How To Use Homeschool Virtual Math Manipulatives: Geoboards

Jul 02, 2022

How To Use Homeschool Virtual Math Manipulatives: Geoboards

Hey, when you were in grade school did any of your teachers pull out those fun geoboards during math class? If you're not even sure what geoboards are, no worries. I've got you covered on this one.

Check out this brand new video I created recently showing your homeschool a comparison between the top TWO FREE virtual geoboards.

Casually invite your kids to explore and play with them in your homeschool math. I'll share why shortly. Oh! And messing around with geoboards is great for all ages of kids...even adults too! Wink, wink!

What are geoboards and what are they used for?

First of all, they were invented and popularized by one of the most prominent mathematicians of the 20th century, Egyptian mathematician Caleb Gattegno (1911-1988).

The geoboard and its inventor, Caleb Gattegno.

A geoboard is a square, rectangular, or circular math manipulative with nails or pegs half driven in. Rubber bands (either one color or multiple colors) are affixed and stretched across the pegs or nails thus allowing the student to explore basic plane geometry concepts such as circumference, diameter, radius, perimeter, and polygon characteristics such as triangles and squares.

Here's a short, sad geoboard math story.

When I was a foster kid during the 70's and 80's, I recall my 6th grade teacher, Mrs. Coogan, hauling out geoboards for our class to play with and utilize during math class. I would play with creating fun designs using just plain old rubber bands.

This geoboard is similar to the ones we used in grade school.

But, oh woe, there was never enough time in my 6th grade math class to truly deep dive into my geoboard designs since class was typically a 45 minute period. We always had to cover other less fun work too. No sooner would I get into creating an unfinished geoboard design and we'd get the dreaded 5 minute warning from Mrs. Coogan that went something like this:

"Okay class! Here's your 5 minute warning. Go ahead now and take apart your geoboards so that they can be collected."

The whole class would groan. But there was no choice in the matter.

However, you as a homeschooler do have the choice to allow your kids to play with these geoboards freely and as long as they want. And what's so great is that you can even have them screenshot or save and download their designs as you can do in the case of the Math Learning Center geoboard! They can save their work for years to come. No more groans for not being able to keep their designs.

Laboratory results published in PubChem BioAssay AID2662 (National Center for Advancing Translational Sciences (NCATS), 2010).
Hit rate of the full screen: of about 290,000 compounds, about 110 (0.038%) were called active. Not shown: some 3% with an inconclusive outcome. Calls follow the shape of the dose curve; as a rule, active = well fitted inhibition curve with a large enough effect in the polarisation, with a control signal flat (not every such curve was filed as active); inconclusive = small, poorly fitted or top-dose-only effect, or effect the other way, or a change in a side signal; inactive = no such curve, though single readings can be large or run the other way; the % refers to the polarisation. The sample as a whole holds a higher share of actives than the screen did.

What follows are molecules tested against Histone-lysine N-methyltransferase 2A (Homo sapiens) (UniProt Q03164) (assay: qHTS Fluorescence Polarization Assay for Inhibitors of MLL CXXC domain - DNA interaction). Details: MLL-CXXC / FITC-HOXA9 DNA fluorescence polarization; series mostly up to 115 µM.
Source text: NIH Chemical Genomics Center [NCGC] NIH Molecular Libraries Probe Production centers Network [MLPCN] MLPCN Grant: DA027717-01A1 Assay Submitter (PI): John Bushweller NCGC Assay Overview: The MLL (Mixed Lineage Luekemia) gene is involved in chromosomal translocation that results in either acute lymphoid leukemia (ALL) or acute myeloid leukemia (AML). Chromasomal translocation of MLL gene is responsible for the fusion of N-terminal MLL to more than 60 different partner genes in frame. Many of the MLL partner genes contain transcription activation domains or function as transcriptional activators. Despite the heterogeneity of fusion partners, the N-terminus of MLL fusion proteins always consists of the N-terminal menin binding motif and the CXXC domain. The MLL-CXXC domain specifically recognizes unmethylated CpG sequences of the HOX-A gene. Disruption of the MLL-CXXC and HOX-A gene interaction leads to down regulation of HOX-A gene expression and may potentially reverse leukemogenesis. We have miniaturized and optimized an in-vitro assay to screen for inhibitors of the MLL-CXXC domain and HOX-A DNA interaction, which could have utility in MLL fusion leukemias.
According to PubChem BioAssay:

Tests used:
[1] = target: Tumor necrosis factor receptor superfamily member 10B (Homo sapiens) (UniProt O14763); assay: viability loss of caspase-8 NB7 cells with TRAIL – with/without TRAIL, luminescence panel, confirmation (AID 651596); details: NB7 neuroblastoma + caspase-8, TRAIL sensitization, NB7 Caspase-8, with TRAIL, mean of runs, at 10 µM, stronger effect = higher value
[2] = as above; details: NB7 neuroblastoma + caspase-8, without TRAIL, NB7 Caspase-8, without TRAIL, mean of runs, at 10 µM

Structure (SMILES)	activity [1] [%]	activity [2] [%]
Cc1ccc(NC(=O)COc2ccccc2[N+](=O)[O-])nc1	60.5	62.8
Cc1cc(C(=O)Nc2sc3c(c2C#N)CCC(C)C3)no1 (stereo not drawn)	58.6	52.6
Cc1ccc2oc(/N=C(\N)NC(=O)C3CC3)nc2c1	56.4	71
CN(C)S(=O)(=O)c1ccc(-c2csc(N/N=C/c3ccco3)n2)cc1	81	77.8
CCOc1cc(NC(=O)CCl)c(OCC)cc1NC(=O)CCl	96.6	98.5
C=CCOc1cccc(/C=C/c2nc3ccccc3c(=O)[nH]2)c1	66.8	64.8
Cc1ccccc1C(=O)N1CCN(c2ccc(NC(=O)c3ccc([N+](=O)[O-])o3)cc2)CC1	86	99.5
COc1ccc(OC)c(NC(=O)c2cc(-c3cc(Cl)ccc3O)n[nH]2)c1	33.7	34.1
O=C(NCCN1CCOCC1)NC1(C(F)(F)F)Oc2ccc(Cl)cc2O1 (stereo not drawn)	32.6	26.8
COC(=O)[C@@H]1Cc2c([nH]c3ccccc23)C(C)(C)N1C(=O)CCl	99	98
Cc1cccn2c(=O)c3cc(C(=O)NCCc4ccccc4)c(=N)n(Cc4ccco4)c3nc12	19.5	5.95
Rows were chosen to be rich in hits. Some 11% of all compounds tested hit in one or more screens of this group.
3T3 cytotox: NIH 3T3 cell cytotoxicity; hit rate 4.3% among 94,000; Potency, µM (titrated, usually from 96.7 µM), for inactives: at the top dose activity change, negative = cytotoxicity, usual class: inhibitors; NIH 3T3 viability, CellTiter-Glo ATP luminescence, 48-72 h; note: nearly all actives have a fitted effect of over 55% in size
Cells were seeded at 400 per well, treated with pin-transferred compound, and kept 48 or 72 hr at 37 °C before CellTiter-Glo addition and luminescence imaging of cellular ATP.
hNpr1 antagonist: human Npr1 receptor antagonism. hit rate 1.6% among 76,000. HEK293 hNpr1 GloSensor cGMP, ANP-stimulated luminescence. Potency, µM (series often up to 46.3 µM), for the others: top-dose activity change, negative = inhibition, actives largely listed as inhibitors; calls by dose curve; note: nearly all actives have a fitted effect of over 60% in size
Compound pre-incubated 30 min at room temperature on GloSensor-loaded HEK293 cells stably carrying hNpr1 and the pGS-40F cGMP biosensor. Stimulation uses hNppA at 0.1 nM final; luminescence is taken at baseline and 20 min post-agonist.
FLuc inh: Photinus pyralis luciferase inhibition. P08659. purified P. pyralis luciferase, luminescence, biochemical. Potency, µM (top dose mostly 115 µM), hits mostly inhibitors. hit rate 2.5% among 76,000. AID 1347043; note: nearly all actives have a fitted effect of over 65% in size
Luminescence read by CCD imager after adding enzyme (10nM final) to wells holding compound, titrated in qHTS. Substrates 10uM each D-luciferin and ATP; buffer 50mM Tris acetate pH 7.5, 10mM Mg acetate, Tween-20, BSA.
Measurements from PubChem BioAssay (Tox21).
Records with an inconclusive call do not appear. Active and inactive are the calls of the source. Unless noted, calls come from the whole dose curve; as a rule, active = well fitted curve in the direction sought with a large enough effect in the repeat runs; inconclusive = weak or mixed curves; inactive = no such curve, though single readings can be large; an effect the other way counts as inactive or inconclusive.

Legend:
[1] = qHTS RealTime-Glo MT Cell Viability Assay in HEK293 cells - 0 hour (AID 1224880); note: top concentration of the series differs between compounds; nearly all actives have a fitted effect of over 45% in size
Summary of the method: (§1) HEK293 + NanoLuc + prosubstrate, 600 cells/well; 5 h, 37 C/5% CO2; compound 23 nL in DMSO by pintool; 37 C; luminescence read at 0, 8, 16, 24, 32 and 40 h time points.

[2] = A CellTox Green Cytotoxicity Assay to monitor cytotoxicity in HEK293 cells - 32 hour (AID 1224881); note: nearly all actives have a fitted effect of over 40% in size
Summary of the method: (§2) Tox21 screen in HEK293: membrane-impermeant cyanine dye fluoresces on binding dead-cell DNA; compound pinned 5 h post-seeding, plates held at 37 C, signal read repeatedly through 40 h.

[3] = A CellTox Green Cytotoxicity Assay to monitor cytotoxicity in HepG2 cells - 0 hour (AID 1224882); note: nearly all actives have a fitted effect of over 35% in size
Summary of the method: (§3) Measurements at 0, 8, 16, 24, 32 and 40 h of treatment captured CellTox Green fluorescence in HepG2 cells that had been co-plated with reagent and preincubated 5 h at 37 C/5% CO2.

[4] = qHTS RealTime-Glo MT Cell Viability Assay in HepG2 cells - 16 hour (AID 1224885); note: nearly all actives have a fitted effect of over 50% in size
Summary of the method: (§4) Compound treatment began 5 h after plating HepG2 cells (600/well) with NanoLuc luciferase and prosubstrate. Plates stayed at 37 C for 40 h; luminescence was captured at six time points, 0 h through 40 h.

There are many free and paid virtual geoboards out there, but, Didax and Math Learning Center are two of the most popular online math manipulative tool providers each with their own FREE virtual tools suite.

Here's a simple design of polygons and lines I created using the Math Learning Center geoboard app.

Just, wow. Your kids can use FREE virtual math tools! How cool is that??

It's simply amazing how creators on the Internet pull out and improve some of the greatest surprises to humanity such as virtual geoboards. Recently, when I came across the beauty, wonder, and quite frankly, FUN of using virtual math manipulatives, I just fell in love and had to share my findings with you. So, I'm starting off with what I think will become a series about these marvelous free math manipulative tools.

Great Scott, am I excited to introduce to you to these super cool, super fun, FREE virtual geoboards. Your kids can spend hours experimenting, playing, while creating beautiful and meaningful "math art" designs and exploring various geometric concepts from shapes to circumference, diameter, and radius.

Click here and check out my latest video and watch your freely explore and create.

I suggest, like John Holt, the founder of unschooling would do: allow your kids to just free play with the tools before doing any formal instruction. Why? Kids are incredibly curious and creative explorers. They'll come up with their own creations, reasoning, and solutions that many times go way beyond any organized instruction.

Here's a more elaborate geoboard design that I created using the Didax geoboard app.

Let's face it. If you introduce the virtual geoboard using formal instruction first, it might crush the desire your kids have for using the tool in the first place.

Go with the natural flow that kids learn which is through free play and exploration. Once your kids have ample free exploration time, from hours to days, they'll be much more ready to receive formal or guided instructions using them.

Want more out of the box math thinking and nuggets to implement in your homeschool or unschool?


Talk soon!